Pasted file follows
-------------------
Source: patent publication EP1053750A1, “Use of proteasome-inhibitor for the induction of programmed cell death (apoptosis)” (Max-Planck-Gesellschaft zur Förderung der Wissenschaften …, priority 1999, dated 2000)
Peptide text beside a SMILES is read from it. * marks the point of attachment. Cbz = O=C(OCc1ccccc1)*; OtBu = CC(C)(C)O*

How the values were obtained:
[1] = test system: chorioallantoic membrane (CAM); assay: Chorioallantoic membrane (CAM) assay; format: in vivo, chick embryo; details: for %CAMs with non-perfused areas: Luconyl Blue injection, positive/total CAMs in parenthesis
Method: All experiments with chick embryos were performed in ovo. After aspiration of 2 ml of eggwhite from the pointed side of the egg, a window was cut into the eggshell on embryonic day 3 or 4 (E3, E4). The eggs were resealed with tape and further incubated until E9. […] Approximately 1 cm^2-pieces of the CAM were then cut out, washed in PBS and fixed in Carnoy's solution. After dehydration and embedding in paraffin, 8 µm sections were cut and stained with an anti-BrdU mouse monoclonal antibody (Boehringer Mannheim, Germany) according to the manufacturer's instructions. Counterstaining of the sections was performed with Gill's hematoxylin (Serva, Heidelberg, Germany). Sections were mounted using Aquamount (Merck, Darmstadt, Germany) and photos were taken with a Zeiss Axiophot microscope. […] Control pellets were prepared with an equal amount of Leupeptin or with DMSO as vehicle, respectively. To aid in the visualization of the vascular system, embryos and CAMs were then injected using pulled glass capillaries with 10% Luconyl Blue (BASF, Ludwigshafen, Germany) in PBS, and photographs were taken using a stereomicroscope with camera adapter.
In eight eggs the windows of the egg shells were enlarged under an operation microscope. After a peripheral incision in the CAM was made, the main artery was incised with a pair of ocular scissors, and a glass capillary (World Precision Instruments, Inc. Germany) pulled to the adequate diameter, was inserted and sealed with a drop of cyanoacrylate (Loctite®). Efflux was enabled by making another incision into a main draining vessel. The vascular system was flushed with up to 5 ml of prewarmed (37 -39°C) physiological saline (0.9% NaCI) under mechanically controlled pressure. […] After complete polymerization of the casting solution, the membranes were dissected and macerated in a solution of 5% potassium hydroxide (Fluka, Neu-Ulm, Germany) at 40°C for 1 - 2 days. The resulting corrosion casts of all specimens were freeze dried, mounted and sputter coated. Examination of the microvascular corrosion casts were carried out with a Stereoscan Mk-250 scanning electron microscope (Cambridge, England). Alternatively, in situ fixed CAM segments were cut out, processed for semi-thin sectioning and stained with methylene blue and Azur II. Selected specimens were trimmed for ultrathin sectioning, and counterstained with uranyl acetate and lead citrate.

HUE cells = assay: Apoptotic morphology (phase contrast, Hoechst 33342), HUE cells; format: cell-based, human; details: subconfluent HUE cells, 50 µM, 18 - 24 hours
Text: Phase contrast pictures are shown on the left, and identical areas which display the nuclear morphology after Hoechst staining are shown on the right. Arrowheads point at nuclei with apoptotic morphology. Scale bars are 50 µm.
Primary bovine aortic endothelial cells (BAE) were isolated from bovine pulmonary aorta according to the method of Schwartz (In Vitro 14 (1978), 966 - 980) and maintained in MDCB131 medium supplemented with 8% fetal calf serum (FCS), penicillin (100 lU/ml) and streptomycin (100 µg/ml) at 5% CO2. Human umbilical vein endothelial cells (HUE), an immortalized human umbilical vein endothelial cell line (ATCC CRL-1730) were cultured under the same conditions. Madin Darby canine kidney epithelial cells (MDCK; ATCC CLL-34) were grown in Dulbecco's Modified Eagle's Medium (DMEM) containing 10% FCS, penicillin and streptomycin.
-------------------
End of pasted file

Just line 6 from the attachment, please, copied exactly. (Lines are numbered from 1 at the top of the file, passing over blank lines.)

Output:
In eight eggs the windows of the egg shells were enlarged under an operation microscope. After a peripheral incision in the CAM was made, the main artery was incised with a pair of ocular scissors, and a glass capillary (World Precision Instruments, Inc. Germany) pulled to the adequate diameter, was inserted and sealed with a drop of cyanoacrylate (Loctite®). Efflux was enabled by making another incision into a main draining vessel. The vascular system was flushed with up to 5 ml of prewarmed (37 -39°C) physiological saline (0.9% NaCI) under mechanically controlled pressure. […] After complete polymerization of the casting solution, the membranes were dissected and macerated in a solution of 5% potassium hydroxide (Fluka, Neu-Ulm, Germany) at 40°C for 1 - 2 days. The resulting corrosion casts of all specimens were freeze dried, mounted and sputter coated. Examination of the microvascular corrosion casts were carried out with a Stereoscan Mk-250 scanning electron microscope (Cambridge, England). Alternatively, in situ fixed CAM segments were cut out, processed for semi-thin sectioning and stained with methylene blue and Azur II. Selected specimens were trimmed for ultrathin sectioning, and counterstained with uranyl acetate and lead citrate.